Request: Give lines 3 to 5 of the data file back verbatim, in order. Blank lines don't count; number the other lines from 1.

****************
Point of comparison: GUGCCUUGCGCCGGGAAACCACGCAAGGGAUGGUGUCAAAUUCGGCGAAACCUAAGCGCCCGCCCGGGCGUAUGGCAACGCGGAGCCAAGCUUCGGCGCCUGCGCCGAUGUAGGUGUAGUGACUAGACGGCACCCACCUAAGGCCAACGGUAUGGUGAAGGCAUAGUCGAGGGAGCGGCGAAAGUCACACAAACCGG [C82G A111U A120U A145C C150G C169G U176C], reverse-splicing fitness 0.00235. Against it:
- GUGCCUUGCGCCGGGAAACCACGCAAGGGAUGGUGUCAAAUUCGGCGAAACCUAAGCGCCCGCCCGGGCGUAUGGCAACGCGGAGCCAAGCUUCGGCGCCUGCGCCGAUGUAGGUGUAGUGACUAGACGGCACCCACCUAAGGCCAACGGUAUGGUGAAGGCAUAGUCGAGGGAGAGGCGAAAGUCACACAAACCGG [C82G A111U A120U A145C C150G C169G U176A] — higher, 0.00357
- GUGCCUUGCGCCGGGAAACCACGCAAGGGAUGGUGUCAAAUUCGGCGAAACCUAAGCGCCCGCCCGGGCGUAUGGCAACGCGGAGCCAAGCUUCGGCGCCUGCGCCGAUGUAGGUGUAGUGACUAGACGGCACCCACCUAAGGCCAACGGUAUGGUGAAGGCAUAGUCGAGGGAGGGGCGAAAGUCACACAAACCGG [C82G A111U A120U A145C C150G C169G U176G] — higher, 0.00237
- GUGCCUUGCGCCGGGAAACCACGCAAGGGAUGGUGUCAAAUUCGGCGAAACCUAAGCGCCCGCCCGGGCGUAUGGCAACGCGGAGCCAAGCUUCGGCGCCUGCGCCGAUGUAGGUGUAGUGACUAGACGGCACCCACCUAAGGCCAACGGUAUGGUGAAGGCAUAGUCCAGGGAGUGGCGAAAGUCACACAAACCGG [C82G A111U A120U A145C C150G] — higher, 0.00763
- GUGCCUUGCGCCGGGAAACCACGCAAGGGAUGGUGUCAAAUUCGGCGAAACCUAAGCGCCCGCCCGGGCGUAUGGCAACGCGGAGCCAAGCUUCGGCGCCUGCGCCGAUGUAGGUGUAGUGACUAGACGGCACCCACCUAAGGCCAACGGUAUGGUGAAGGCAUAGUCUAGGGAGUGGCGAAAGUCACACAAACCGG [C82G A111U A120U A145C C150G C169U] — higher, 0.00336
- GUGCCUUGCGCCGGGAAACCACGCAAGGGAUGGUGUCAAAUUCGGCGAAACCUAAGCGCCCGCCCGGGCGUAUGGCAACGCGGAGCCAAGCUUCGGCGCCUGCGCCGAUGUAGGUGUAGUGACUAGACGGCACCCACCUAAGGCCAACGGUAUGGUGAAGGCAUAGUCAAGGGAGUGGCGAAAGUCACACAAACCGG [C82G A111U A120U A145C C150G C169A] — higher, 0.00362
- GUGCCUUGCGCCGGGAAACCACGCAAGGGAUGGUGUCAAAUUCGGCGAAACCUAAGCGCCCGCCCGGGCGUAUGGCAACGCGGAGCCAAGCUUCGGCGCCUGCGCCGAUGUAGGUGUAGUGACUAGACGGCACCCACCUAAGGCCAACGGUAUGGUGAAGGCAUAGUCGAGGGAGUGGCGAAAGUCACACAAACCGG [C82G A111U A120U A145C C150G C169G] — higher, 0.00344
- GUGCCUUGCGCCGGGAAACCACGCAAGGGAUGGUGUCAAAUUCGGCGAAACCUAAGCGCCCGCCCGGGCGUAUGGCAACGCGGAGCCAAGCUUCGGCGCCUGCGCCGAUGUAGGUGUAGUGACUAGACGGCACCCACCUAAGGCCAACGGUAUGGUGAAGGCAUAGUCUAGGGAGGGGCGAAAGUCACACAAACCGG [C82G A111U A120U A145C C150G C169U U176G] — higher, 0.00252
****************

- GUGCCUUGCGCCGGGAAACCACGCAAGGGAUGGUGUCAAAUUCGGCGAAACCUAAGCGCCCGCCCGGGCGUAUGGCAACGCGGAGCCAAGCUUCGGCGCCUGCGCCGAUGUAGGUGUAGUGACUAGACGGCACCCACCUAAGGCCAACGGUAUGGUGAAGGCAUAGUCGAGGGAGGGGCGAAAGUCACACAAACCGG [C82G A111U A120U A145C C150G C169G U176G] — higher, 0.00237
- GUGCCUUGCGCCGGGAAACCACGCAAGGGAUGGUGUCAAAUUCGGCGAAACCUAAGCGCCCGCCCGGGCGUAUGGCAACGCGGAGCCAAGCUUCGGCGCCUGCGCCGAUGUAGGUGUAGUGACUAGACGGCACCCACCUAAGGCCAACGGUAUGGUGAAGGCAUAGUCCAGGGAGUGGCGAAAGUCACACAAACCGG [C82G A111U A120U A145C C150G] — higher, 0.00763
- GUGCCUUGCGCCGGGAAACCACGCAAGGGAUGGUGUCAAAUUCGGCGAAACCUAAGCGCCCGCCCGGGCGUAUGGCAACGCGGAGCCAAGCUUCGGCGCCUGCGCCGAUGUAGGUGUAGUGACUAGACGGCACCCACCUAAGGCCAACGGUAUGGUGAAGGCAUAGUCUAGGGAGUGGCGAAAGUCACACAAACCGG [C82G A111U A120U A145C C150G C169U] — higher, 0.00336